Since March the lifts below the third floor had been halted as an economy measure, so that the first three staircases became yet another meeting place. Few nowadays were ever to be found in their offices. An instinct, or perhaps a rapidly acquired characteristic, told the employees how to find each other. On the other hand, in this constant circulation much was lost. The corridors were full of talks producers without speakers, speakers without scripts, scripts which by a clerical error contained the wrong words or no words at all. The air seemed alive with urgency and worry. (pp. 6-7)

Human Voices contains very little in the way of conventional plot. Instead, Fitzgerald focuses on her characters, capturing their hopes and anxieties as they go about their day-to-day activities in the production of radio programmes for the BBC. The two central characters are Sam Brooks, the Director of Recorded Programmes, and Jeff Haggard, the Director of Programme Planning. Both are referred to by their job title initials, RPD and DPP respectively.

RPD (Sam) is a rather needy, self-indulgent chap, keen to surround himself with attentive young girls as far as humanly possible – a trait that has given rise to an alternative name for his department as ‘the Seraglio’. In spite of his vast technical knowledge of sound recordings and apparent competence in his role, RPD frequently feels the need to confide his personal troubles in one of the female RPAs (Recorded Programmes Assistants) from his division – someone like Vi (the most experienced of the group) or the new girl, Lise. RPD’s wife has effectively left him, possibly because he never seems to spend much time at home, hence his requirement for a little moral support at work. By contrast, PPD (Jeff) is more level-headed and relatively self-sufficient in his role, so much so that he is often called on to help RPD whenever some minor crisis comes to light. Here’s a brief extract from a telephone conversation between the two Directors.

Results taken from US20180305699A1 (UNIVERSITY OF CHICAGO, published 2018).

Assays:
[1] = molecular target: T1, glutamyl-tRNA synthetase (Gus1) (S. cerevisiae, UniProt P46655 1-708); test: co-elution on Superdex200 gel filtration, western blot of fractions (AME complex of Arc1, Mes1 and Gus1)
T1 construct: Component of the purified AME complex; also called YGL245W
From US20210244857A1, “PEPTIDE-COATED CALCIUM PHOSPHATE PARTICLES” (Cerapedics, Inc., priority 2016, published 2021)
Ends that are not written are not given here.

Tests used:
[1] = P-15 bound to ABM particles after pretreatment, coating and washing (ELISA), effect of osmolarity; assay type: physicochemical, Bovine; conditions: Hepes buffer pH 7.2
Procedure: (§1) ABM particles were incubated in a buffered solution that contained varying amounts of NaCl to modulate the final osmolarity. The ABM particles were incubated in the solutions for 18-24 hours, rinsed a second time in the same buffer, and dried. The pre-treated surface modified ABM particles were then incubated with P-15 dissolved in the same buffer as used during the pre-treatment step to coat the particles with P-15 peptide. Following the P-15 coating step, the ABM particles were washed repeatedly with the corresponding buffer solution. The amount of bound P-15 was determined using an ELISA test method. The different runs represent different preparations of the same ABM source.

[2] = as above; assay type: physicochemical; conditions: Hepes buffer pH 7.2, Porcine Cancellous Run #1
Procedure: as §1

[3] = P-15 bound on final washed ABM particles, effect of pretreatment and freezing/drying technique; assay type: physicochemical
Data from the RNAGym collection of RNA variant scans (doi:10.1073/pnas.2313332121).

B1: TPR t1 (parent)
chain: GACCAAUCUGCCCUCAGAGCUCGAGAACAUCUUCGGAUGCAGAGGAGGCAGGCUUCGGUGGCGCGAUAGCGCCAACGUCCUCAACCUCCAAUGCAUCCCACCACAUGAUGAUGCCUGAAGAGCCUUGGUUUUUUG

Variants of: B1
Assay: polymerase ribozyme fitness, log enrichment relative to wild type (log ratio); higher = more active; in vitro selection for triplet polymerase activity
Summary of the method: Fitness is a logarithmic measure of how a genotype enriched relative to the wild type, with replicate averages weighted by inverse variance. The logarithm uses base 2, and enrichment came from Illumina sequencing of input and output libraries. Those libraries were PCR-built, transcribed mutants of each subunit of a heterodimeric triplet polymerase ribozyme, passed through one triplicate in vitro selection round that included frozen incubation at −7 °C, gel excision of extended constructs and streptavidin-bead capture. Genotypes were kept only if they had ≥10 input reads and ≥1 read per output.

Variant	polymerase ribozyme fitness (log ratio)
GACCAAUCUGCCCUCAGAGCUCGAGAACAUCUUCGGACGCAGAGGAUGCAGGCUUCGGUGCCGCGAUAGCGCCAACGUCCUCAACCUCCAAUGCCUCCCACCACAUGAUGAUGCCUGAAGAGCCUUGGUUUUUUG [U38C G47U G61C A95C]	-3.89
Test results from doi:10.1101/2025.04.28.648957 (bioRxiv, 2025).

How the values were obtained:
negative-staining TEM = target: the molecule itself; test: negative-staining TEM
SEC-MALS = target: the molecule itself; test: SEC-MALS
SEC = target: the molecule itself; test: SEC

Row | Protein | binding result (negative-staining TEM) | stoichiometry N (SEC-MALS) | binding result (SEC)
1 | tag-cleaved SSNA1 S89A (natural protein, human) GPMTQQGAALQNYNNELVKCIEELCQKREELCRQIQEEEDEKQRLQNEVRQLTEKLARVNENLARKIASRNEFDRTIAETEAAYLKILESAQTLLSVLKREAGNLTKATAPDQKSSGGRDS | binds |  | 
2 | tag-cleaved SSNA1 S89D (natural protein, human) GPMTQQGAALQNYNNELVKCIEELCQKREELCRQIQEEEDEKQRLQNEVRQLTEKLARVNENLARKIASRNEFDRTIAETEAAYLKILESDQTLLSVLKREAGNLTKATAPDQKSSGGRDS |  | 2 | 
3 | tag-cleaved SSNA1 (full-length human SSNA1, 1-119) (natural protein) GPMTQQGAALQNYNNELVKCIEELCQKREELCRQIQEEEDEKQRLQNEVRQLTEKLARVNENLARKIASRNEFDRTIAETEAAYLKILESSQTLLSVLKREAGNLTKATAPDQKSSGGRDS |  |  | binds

RPD was put through.

‘Jeff, I want you to hear my case.’

DPP had been hearing it for more than ten years. But, to do his friend justice, it was never the same twice running. The world seemed new created every day for Sam Brooks, who felt no resentment and, indeed, very little recollection of what he had suffered the day before.

‘Jeff, Establishment have hinted that I’m putting in for too many girls.’

‘How can that be?’

‘They know I like to have them around, they know I need that. I’ve drafted a reply, saying nothing, mind you, about the five thousand discs a week, or the fact that we provide a service to every other department of the Corporation. See what you think of the way I’ve put it – (p. 15)

What follows is an extended dialogue which highlights the internal politics at play within the organisation as RPD is frequently sidelined or excluded from discussions concerning his own department due to his tendency to take things too personally.